Friends of the Sale Botanic Gardens group turns 21

The Friends of the Sale Botanic Gardens group celebrated its 21st birthday with a Devonshire tea in the new Garden For Life section last week.
The Friends of the Sale Botanic Gardens group celebrated its 21st birthday with a Devonshire tea in the new Garden For Life section last week.

THE Friends of the Sale Botanic Gardens celebrated its 21st birthday with a Devonshire tea in the new Garden For Life section last week.

Group president Heather Harrington said the members had a passion for horticulture and home gardens, with many former teachers.

"We're very much hands on - and we have expertise as gardeners and as educators," she explained.

"We're able to combine our skills.

"A couple of us are members of horticultural societies and I'm an accredited horticultural judge and floral art judge, so we bring lots of skills."

Ms Harrington said there were also members like Peter Hose, who had a great knowledge of Australian plants.

"We can't proceed with projects without that background information and knowledge," she said.

"Member Helen Farley provides background information on the history of the gardens and provides hands-on help, too.

"She's also a tour leader."

One of the group's founders, Joanne Burke, a passionate local horticulturalist who had a landscaping business, saw the potential in redeveloping the gardens 21 years ago.

"These are the only colonial gardens east of Gippsland, so there are a lot of special plantings here," Ms Harrington said.

"We were influenced by Baron Ferdinand von Mueller and William Guilfoyle - both former directors of the botanic gardens in Melbourne.

"One was a botanist, the other a landscape architect.

"So we had all that expertise and knowledge.

"It's very special, what we have.

"A lot of local plants are grown and propagated for the shire here.

"We've been labelling the trees for 21 years.

"We only have a small budget and we started with small labels - ones we could afford - now, we are getting more substantial labels that are vandal proof.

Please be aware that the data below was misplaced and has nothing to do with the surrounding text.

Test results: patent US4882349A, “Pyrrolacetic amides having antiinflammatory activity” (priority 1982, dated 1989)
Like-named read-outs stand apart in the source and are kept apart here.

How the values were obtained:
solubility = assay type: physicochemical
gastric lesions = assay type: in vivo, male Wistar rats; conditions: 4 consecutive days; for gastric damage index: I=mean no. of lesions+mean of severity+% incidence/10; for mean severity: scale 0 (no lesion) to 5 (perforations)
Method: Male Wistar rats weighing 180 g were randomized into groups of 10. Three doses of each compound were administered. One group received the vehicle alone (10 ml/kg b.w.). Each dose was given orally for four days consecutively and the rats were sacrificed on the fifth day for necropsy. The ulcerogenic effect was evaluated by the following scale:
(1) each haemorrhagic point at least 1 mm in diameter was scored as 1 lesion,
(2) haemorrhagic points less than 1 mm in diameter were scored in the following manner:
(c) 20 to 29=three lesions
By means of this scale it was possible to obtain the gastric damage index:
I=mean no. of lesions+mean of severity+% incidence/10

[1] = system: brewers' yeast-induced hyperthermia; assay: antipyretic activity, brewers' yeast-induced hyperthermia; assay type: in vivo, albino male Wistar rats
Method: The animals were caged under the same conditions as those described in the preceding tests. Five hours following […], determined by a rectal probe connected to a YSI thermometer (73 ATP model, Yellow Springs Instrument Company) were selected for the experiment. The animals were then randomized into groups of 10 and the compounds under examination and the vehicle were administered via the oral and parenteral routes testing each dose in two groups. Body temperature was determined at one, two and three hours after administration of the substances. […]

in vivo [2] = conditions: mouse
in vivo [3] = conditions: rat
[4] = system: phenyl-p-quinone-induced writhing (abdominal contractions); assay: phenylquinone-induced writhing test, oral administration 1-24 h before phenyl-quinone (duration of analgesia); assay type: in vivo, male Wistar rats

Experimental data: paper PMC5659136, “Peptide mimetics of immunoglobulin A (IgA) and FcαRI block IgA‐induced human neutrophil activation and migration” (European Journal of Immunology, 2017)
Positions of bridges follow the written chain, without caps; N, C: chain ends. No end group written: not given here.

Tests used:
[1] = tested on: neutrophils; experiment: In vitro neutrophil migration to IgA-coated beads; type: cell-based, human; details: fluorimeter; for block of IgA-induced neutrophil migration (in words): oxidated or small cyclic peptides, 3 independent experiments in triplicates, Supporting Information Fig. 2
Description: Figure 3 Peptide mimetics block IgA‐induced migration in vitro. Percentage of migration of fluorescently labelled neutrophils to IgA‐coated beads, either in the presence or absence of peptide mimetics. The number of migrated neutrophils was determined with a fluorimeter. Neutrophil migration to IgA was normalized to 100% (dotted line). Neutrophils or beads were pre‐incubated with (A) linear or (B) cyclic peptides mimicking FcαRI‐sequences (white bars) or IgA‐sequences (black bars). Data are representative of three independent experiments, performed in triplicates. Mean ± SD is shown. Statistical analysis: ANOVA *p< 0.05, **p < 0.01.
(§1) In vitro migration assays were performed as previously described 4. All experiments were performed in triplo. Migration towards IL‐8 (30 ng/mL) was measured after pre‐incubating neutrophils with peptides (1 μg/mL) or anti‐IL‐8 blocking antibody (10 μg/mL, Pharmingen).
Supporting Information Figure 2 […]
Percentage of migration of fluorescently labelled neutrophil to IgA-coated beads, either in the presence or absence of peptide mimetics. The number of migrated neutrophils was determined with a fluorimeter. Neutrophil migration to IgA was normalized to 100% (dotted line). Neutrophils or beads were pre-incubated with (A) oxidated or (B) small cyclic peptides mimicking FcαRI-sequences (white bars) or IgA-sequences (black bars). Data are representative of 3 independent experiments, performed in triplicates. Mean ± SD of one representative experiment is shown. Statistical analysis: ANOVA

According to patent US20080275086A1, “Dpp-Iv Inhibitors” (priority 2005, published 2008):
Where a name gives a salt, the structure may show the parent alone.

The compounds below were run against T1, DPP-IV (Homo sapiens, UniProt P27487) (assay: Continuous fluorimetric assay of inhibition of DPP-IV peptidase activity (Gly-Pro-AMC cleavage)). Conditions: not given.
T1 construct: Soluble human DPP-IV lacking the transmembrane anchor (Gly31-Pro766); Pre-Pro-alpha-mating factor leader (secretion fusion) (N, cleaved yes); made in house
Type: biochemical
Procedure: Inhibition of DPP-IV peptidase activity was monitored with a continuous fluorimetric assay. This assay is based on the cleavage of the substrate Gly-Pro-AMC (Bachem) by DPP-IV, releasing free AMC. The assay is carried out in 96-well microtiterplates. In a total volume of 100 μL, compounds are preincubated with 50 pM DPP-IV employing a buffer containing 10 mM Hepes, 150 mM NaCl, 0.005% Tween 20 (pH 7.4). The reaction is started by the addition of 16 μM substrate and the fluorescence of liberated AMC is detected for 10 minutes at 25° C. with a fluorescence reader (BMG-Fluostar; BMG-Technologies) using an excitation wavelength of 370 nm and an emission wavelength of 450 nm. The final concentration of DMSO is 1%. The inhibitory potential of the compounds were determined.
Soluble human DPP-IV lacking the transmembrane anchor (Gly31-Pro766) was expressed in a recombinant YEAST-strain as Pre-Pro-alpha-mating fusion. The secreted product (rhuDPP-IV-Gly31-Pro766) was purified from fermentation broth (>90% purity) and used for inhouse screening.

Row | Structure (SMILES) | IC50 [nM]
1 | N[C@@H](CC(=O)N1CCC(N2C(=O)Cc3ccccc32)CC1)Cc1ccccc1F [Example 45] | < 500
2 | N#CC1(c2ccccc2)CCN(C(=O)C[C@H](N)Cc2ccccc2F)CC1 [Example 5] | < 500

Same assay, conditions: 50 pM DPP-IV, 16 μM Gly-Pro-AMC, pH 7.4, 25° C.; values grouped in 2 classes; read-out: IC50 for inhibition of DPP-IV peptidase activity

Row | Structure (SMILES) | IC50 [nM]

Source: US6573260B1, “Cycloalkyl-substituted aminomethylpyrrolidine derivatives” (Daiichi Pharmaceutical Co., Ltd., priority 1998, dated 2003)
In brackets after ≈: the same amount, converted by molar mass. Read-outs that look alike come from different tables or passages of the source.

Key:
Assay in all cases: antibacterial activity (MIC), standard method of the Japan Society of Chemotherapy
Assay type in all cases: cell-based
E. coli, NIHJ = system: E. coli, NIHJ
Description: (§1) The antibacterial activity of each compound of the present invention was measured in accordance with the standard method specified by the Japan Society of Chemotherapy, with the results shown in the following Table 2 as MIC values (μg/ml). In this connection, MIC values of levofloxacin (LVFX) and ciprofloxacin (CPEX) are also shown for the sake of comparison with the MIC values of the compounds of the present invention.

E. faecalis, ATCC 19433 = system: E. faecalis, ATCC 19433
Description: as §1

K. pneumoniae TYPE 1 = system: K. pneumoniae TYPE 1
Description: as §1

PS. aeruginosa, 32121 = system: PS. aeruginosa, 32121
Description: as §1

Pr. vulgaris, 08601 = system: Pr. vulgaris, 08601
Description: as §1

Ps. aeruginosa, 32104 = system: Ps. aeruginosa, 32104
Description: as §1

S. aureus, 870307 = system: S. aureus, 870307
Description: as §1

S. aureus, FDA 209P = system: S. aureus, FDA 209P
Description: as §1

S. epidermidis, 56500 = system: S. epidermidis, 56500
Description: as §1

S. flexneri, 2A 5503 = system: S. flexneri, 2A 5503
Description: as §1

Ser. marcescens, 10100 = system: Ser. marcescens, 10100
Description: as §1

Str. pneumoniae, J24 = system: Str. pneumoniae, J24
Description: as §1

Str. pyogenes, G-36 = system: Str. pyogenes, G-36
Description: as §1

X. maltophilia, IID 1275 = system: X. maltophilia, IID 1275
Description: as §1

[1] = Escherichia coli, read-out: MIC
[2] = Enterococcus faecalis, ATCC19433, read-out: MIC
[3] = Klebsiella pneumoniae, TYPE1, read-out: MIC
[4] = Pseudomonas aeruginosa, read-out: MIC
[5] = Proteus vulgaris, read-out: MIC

"We started with the significant trees, and now we're building on that."

Ms Harrington said her favourite tree in the gardens was the African olive tree.

"It's almost an exact replica of one we had in our family home as a child," she said.

"I grew up in a home that was built in 1861, which of course was when these gardens were developed, so a lot of the trees in my family home are here in the gardens."

The Friends of the Sale Botanic Gardens meets on the second Thursday of each month at 9.30am for gardening.

Free guided tours are also conducted from 10am, with all welcome.

Gardening days will resume on Thursday, March 11. The grey-headed flying foxes hadn't caused the group many problems, Ms Harrington said.

"We just relocate where we hold our functions," she explained.

"Our tours normally go through the elm forest, but we avoid that area at the moment.

"The flying foxes are very special little creatures, and we need them in the wider ecosystem.

"They're here for a little while, and they'll move on. "We've had such a great year for flowering - with the gums - so there's food around right now."

Gardens senior horticulturalist Paul May said he was inspired by the group.

"They give me motivation, and they bring people into the gardens," he said.

"They have a passion for the place - it flows across to me.

"They're fair dinkum, too; they do the hard work around here sometimes.

"Some days we might get a dozen ladies helping us out.

"That means we get a stack of work done, which makes my job easier, too."

For more information about the Friends of the Sale Botanic Gardens, phone Tracey on 5142 3237 or Heather on 0413 919 537.

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